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 MODULE: Reinforcement

Are There Any Assessments Necessary Prior to Using Reinforcement?

Before implementing a reinforcement program using positive reinforcement, negative reinforcement, or token economy programs, team members should conduct a reinforcer sampling to identify objects, items, or activities that are reinforcing or have been reinforcing in the past for individual learners with ASD. A reinforcement program will not be successful unless the learner with ASD is highly motivated by the reinforcers. This process will vary according to the reinforcement procedure being used (see Step-by-Step Instructions for positive and negative reinforcement). Reinforcers can be identified by:

    Conducting reinforcer assessments;
  • Creating preference lists (e.g., reinforcer checklists, reinforcer menus);
    Interviewing the learner;
    Interviewing family members; or
  • Interviewing other team members.

Through this process, team members identify a variety of reinforcers that can be used to motivate learners with ASD to increase their use of target skills. Reinforcers are generally categorized as either primary or secondary. Primary reinforcers satisfy a physical need by making the individual feel good (e.g., food, liquids, sleep). Secondary reinforcers are objects or activities that individuals have grown to like, but that do not meet basic biological needs. Potential reinforcers include the following:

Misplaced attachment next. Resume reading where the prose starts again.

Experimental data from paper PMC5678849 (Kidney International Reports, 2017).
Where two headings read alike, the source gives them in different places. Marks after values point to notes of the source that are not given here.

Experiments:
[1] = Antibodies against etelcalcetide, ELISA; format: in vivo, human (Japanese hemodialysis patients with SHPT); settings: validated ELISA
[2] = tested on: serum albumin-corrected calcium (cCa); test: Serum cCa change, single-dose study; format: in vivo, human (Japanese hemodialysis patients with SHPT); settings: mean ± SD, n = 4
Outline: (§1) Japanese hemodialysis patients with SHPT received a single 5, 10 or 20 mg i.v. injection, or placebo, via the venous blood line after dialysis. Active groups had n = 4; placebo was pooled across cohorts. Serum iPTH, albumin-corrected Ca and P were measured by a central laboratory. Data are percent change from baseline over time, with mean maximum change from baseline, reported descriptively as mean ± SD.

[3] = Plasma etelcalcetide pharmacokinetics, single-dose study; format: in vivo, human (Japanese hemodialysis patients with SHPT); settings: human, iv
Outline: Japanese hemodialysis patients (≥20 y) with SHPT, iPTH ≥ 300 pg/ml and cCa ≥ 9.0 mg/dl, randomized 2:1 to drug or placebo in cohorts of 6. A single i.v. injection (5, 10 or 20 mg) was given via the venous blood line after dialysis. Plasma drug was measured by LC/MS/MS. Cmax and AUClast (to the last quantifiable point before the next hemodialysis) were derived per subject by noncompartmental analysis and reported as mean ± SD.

• Social reinforcers are found in virtually any setting. Social reinforcers often must be taught to learners with ASD because they may not be inherently reinforcing.
    • EXAMPLES: facial expressions (e.g., smiles), proximity (e.g., sitting next to teacher or mom), words and phrases (e.g., “Good job!” “Way to go!”), and seating arrangements (e.g., sitting alone, sitting next to favorite peer)
  • Material/activity reinforcers can be motivating to learners with ASD; however, team members should vary these kinds of reinforcers with others so that learners do not grow tired of them.
EXAMPLES: play activities, access to computer games, stickers, “cool” school supplies (e.g., Spiderman erasers), bubbles
  • Tangible/edible reinforcers include objects that a learner with ASD can acquire.
EXAMPLES: toys, magazines, pencils, candy, popcorn
  • Sensory reinforcers are often motivating to learners with ASD. However, these types of reinforcers should be used only when (a) the teacher can control access to them, (b) the reinforcer is deemed acceptable and appropriate for the setting, and (3) no other reinforcer is as motivating to the learner with ASD.
    • EXAMPLES: looking at a kaleidoscope, blowing bubbles, playing with a squishy ball, sitting in a rocking chair, rubbing hand lotion, getting tickles
  • Natural reinforcers are ordinary results of a behavior and occur naturally in the environment.
    • EXAMPLES: receiving a good grade after studying, getting milk after asking for it, and having more friends as a result of good social skills

When selecting reinforcers, team members should focus on selecting reinforcers that are inexpensive, do not take a lot of staff time to use, and, whenever possible, are natural (Alberto & Troutman, 2008; Henry & Myles, 2007; Reichle & Johnson, 2007).

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